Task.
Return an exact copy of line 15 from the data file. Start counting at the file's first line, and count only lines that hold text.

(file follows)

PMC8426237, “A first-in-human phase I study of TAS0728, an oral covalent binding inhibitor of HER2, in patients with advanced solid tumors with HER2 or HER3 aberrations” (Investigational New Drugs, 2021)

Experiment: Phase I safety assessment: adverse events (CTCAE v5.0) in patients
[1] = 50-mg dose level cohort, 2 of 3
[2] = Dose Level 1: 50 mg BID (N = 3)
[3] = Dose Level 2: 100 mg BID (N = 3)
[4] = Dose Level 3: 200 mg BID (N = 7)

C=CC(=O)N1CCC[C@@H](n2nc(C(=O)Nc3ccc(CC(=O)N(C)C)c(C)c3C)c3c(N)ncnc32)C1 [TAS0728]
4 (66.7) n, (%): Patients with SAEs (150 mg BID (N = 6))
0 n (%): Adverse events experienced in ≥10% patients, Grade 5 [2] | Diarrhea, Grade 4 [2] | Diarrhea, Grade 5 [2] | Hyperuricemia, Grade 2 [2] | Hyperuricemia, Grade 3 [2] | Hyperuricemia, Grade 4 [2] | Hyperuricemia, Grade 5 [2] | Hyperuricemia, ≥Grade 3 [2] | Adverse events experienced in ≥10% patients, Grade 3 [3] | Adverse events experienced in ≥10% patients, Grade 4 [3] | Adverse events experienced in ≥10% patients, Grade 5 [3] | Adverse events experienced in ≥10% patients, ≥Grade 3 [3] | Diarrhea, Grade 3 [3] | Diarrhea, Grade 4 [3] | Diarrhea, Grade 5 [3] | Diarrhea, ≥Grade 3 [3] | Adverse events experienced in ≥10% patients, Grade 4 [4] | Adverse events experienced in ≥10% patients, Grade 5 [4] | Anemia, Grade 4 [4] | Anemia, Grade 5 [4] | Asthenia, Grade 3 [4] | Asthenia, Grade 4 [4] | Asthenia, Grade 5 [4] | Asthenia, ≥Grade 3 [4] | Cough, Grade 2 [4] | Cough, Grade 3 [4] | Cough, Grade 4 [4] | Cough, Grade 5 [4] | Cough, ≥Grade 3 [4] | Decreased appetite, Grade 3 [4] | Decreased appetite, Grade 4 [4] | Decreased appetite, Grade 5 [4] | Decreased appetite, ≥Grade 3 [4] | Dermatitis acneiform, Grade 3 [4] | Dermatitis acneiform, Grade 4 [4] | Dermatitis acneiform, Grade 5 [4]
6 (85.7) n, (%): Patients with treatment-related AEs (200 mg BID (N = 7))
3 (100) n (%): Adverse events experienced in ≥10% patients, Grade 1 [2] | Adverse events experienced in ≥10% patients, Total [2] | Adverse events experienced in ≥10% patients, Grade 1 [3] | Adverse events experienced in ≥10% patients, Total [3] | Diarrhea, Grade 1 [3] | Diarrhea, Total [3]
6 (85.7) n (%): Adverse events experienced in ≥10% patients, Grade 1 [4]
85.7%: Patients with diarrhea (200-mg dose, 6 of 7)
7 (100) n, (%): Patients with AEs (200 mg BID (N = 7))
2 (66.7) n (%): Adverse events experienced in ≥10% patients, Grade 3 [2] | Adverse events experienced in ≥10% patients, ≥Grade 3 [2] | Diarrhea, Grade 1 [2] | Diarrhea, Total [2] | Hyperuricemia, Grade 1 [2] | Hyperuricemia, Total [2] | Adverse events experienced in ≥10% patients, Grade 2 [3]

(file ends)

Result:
2 (66.7) n (%): Adverse events experienced in ≥10% patients, Grade 3 [2] | Adverse events experienced in ≥10% patients, ≥Grade 3 [2] | Diarrhea, Grade 1 [2] | Diarrhea, Total [2] | Hyperuricemia, Grade 1 [2] | Hyperuricemia, Total [2] | Adverse events experienced in ≥10% patients, Grade 2 [3]